"THE LICK" - Guitar Lesson With Exercises
"The Lick" is considered as the most famous phrase in jazz music (and also in other styles). It has been played so many times, by so many players, in so many tunes that it has become a cliche.
Although there are a significant number of common jazz lines, this one is surely the most popular, an essential part of the Bebop language.
This guitar lesson with tabs, charts and theory explains what is "The Lick", how it is built and how to apply it in different harmonic contexts.
The lick is built with only five notes. The interval pattern is 1 - 2 (9) - b3 - 4 (11) - 2(9) - b7 - 1, making it a minor (Dorian) lick. As shown in the example below, in Dm the notes would be D (root), E (second or ninth) , F (minor third), G (fourth or eleventh) and C (minor seventh).
It is interesting to note that "the lick contains" a descending major triad (1 - 3 - 5), C Major triad in the example (G - E - C).
Target Note & Enclosure
The last note which is actually the root (D), is approached from above and below by E and C. This is what we call a "Diatonic Enclosure".
The second half of the bar starts with a down-beat on 3 and ends on the “and of 4”.
We can consider "The Lick" taken from the second mode of the major scale, the Dorian mode (1 - 2 - b3 - 4 - 5 - 6 - b7) which is a minor mode.
Basically, "the Lick" can be employed over minor chord types (min, m7, min9, min11 and min13). Here are some common guitar shapes.
Here are some ideas to make evolve The Lick. There are several tools and guitar techniques that help to embellish the basic line as grace notes, passing tones, rhythmic varirations, etc.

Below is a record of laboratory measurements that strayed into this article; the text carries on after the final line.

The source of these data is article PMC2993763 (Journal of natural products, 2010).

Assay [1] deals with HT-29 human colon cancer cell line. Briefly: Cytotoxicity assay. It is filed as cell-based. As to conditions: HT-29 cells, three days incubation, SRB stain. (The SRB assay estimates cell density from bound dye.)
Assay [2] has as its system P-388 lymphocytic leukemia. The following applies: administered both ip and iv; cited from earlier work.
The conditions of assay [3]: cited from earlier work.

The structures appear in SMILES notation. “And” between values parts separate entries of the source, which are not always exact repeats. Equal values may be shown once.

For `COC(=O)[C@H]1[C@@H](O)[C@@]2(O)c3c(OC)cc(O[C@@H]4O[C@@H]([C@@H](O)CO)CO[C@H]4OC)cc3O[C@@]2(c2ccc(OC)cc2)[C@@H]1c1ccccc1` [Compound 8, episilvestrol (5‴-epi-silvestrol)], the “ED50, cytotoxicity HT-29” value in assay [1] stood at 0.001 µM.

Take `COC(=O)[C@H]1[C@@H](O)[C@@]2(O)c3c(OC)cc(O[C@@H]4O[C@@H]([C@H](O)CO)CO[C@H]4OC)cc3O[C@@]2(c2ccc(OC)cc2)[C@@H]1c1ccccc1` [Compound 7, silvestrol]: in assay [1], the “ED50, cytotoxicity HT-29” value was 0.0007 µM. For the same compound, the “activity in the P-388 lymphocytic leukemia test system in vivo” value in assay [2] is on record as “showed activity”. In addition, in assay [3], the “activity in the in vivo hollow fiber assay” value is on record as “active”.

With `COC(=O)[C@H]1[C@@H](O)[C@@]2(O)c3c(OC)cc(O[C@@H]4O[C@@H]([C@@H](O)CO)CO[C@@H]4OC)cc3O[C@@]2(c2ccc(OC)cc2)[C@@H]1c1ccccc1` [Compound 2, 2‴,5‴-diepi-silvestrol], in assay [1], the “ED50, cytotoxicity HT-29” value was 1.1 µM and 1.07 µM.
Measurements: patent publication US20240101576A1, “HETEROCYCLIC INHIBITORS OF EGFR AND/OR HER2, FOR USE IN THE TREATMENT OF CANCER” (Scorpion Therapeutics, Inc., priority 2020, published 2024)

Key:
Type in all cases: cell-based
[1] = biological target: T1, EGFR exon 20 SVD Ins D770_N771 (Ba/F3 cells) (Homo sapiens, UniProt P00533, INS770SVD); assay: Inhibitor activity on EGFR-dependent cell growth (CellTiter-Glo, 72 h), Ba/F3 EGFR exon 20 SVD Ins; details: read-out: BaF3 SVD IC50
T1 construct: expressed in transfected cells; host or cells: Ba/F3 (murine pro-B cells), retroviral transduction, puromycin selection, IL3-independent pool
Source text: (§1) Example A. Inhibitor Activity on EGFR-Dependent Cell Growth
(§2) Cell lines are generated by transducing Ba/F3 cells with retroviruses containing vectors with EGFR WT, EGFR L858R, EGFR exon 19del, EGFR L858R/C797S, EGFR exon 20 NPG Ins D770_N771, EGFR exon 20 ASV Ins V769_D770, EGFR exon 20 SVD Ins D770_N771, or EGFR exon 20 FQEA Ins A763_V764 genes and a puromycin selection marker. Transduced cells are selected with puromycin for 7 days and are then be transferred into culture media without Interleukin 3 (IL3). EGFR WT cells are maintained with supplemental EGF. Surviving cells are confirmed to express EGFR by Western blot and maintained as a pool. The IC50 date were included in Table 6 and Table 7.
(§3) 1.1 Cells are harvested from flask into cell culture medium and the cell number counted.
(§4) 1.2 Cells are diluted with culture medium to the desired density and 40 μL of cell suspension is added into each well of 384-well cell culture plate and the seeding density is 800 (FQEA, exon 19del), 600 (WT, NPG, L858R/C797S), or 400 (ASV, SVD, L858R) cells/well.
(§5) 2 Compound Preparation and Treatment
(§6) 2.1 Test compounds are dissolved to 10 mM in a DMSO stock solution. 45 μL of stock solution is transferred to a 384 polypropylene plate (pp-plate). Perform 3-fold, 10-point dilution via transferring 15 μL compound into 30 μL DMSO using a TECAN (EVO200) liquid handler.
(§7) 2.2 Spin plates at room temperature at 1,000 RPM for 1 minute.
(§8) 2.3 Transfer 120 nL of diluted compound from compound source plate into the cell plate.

Adding Grace Notes
Try adding one or both of these chromatic approach note using fretting hand guitar techniques as slides, hammer-on, pull-off, bends.
Adding Passing Tones
These two exercices contains passing tones that make the link between two notes of The Lick. In the first example, C# makes the link between C and D repectively the minor third and fourth of Am7.
This second example contains an extra note (G#) between G and A.
Here, some chords are integrated in The Lick. The first chord is an inverted Em (third in the bass), the second chord is an Am.
Here two notes are harmonized in fourths (quartal harmony), giving a modern cool sounding to the phrase.
Adding a pickup note adds a little bit of dynamism to the Lick.
Adding syncopations add rhythmic interest.
The following show how to play the lick in different harmonic contexts.
Modal Progression - So What Style
Here is a modal example in the style of So What (Miles Davis). The lick is played in Dm7 then in Em7, included fourth chords (Em7add11, Dm7add11 and F#m7add11).
Long II V I
Here, The lick is played over Dm7, the ii chord of C major. The ii V I progression being Dm7 G7 CMaj7.
Short Minor II V I
Here The Lick (key of Dm7) is played over the iim (Em7b5) and V7 of a short minor 2 5 1 progression.
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